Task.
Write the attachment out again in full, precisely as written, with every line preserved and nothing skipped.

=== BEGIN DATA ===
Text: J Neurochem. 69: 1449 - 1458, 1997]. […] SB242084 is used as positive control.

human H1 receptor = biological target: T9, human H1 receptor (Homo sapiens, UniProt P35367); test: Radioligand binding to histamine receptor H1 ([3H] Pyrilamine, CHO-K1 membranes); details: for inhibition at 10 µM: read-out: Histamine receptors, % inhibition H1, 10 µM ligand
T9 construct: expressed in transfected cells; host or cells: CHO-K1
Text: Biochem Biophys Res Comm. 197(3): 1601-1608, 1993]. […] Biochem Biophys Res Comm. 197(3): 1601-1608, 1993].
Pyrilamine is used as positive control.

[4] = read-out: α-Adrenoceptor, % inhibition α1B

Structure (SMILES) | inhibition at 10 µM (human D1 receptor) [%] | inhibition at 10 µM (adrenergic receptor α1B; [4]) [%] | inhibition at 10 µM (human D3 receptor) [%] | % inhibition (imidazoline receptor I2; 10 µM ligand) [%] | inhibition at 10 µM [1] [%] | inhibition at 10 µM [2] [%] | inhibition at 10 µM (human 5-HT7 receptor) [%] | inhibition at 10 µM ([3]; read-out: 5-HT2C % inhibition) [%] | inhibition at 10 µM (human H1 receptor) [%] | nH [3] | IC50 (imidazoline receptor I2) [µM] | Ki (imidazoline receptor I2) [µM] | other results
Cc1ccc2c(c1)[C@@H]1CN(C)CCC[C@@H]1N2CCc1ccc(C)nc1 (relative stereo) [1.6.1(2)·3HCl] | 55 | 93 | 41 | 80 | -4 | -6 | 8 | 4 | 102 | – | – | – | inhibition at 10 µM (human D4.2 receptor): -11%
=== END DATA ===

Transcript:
Text: J Neurochem. 69: 1449 - 1458, 1997]. […] SB242084 is used as positive control.

human H1 receptor = biological target: T9, human H1 receptor (Homo sapiens, UniProt P35367); test: Radioligand binding to histamine receptor H1 ([3H] Pyrilamine, CHO-K1 membranes); details: for inhibition at 10 µM: read-out: Histamine receptors, % inhibition H1, 10 µM ligand
T9 construct: expressed in transfected cells; host or cells: CHO-K1
Text: Biochem Biophys Res Comm. 197(3): 1601-1608, 1993]. […] Biochem Biophys Res Comm. 197(3): 1601-1608, 1993].
Pyrilamine is used as positive control.

[4] = read-out: α-Adrenoceptor, % inhibition α1B

Structure (SMILES) | inhibition at 10 µM (human D1 receptor) [%] | inhibition at 10 µM (adrenergic receptor α1B; [4]) [%] | inhibition at 10 µM (human D3 receptor) [%] | % inhibition (imidazoline receptor I2; 10 µM ligand) [%] | inhibition at 10 µM [1] [%] | inhibition at 10 µM [2] [%] | inhibition at 10 µM (human 5-HT7 receptor) [%] | inhibition at 10 µM ([3]; read-out: 5-HT2C % inhibition) [%] | inhibition at 10 µM (human H1 receptor) [%] | nH [3] | IC50 (imidazoline receptor I2) [µM] | Ki (imidazoline receptor I2) [µM] | other results
Cc1ccc2c(c1)[C@@H]1CN(C)CCC[C@@H]1N2CCc1ccc(C)nc1 (relative stereo) [1.6.1(2)·3HCl] | 55 | 93 | 41 | 80 | -4 | -6 | 8 | 4 | 102 | – | – | – | inhibition at 10 µM (human D4.2 receptor): -11%